I think it is hope that lies at our hearts and hope that finally brings us all here. Hope that in spite of all the devastating evidence to the contrary, the ground we stand on is holy ground because Christ walked here and walks here still. Hope that we are known, each one of us, by name, and that out of the burning moments of our lives he will call us by our names to the lives he would have us live and the selves he would have us become. Hope that into the secret grief and pain and bewilderment of each of us and of our world he will come at last to heal and to save. – Frederick Buechner
He will come, yes, and He has come. and that is why that ground on which we stand is holy. Why the people to whom we speak and with whom we interact every day are sacred. For all are made in His image, in the image of the one who did not give up on a fallen creation. In the image of the one who sacrificed the purest and sweetest and most wondrous thing — Himself — to redeem all things to Himself once more. To bring new life and joy by His love and promise to make all things new.
We are called on by hope. Not a nebulous, vague, and random hope. Not a hope that is mere wishful thinking. But hope that fires the imagination and fires the purpose. Hope that rests in the truth of a perfect Love that descended into the dark forests of this world to seek and save. To bring us Home again.
Thank you, God, for peace and beauty, for mornings that glimmer with the promise of something otherworldly. Something like peace. Thank You for mornings so bright they are almost too harsh to look upon for fear of hurting the eyes. Such mornings promise a day dawning brighter than anything that has been seen or known. A day that all will look upon and not have to squint or cower, but instead finally rejoice.
Thank You for the promise of Your return, which whispers on the edge of every lovely thing in nature, and every thing that is mixed with a little bit of unloveliness, a little bit of sorrow or pain. Like a rose bush with thorns.
Or even the birth of a child. So beautiful. So joyful. And so sad. More than the pain of birth, it stems from the knowledge that the child coming into life so fresh and new will be beset by pain and surrounded by so much that seeks to take away his true joy, and block his search of truth.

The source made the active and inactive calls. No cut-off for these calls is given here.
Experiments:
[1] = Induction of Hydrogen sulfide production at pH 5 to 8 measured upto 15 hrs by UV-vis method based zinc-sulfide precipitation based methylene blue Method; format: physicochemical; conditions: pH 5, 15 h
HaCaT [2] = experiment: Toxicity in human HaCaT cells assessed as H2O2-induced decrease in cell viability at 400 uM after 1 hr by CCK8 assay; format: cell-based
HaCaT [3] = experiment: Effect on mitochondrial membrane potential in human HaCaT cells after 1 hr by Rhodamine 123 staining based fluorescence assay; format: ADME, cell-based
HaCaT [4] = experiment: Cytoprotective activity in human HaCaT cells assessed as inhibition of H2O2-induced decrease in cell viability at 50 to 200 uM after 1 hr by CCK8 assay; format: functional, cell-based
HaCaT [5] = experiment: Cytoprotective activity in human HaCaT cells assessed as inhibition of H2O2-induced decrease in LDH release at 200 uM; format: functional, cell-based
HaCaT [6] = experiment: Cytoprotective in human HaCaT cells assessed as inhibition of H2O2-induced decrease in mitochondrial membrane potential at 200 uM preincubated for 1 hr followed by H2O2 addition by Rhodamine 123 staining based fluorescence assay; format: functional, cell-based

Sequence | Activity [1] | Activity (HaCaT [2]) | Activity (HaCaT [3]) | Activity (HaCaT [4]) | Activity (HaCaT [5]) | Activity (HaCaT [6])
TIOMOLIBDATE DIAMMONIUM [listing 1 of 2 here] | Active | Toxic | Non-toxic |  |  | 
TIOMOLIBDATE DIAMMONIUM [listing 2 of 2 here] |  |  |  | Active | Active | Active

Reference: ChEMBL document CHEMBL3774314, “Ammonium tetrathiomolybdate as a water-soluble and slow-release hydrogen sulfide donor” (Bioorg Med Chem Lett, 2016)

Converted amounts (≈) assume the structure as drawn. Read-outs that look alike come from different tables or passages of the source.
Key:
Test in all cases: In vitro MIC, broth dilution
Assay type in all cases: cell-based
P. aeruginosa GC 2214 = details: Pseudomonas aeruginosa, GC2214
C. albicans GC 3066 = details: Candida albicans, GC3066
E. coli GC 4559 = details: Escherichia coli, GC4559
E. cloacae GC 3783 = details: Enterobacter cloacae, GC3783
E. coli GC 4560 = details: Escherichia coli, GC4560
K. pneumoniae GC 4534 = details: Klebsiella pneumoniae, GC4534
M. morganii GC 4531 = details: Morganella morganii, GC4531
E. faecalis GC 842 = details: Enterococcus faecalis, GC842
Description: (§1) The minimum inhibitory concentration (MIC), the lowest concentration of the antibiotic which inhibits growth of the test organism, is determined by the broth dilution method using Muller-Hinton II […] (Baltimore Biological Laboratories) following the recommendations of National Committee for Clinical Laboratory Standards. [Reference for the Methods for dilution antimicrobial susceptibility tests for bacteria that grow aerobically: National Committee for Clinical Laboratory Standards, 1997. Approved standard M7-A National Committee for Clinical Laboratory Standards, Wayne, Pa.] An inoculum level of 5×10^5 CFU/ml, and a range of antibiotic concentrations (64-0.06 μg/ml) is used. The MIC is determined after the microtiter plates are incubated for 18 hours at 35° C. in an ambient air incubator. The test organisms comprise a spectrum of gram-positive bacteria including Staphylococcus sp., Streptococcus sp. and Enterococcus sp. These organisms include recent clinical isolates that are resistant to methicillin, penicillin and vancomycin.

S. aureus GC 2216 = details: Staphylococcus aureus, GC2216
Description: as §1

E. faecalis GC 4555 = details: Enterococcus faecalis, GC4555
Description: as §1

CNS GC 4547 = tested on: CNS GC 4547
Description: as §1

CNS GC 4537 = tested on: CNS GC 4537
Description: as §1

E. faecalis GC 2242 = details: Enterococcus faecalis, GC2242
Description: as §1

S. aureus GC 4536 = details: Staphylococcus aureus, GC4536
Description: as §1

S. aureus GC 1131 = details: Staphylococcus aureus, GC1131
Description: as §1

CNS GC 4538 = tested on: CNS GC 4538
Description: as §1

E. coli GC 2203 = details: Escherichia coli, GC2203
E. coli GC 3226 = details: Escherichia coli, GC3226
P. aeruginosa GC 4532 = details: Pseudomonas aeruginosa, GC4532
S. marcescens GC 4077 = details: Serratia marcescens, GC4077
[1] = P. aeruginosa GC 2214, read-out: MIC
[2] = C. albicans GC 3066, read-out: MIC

Bring children the joy of the silence and peace of a morning like this, the knowledge that You are with them, and they have nothing to fear. For life and beauty waits at the edges of every moment, almost too bright to look upon, yet bidding us to glance again. And to believe.
For their sakes, fill our hearts with that same mixture of joy and truth even in the midst of pain or vanity. So that we can share it with them with a whisper or a song, a word or a shout, a clasped hand as we gaze together upon a morning of blended beauty. Help us to keep our eyes on the beauty, on the light.
Why do we tend to fear
Things we do not understand
Like love and God
And sometimes life itself
So big they are
So often out of hand
Throwing them aside is easier
Than taking a chance
Beyond all knowing, I think
The questions, the fears
Even the choice, sometimes, to disbelieve
It’s hard, God knows
Only He knows just how hard
Life, and love, can be
Our hearts full of joy and pain
And loss and questions why
I think, almost beyond belief
He smiles, and loves
In spite of it all
Today I’m thankful for little disappointments. Because they are not bigger; they aren’t the end of the world. Because it’s not really all that bad.
I had been revising my novel, working to revise the fourth draft, in order to complete it in time to enter a writing contest before the deadline. It was the primary reason that I didn’t hit the 50K nanowrimo goal. And I did it! Five hours before the contest closed, I submitted my novel.
I heard back today that they had to cancel the contest as they did not receive enough submissions. I was, ever-more-than-slightly, disappointed.
I told my husband about my disappointment. Right away he told me that at least it was ready for the next step, getting a few more critiques before working on the fifth (and hopefully final) draft before taking a step toward publication.
I told my daughter and she, at nine years old, immediately said something about God having a plan in it.
I told my sister and she said it wasn’t time wasted.
They are right.
It wasn’t time wasted. It wasn’t even money wasted. God does have a plan. And it is more reader-ready than it was a month ago.
And that’s why I’m thankful for little disappointments. Because, in reality, they probably shouldn’t be seen as disappointments at all … but stepping stones.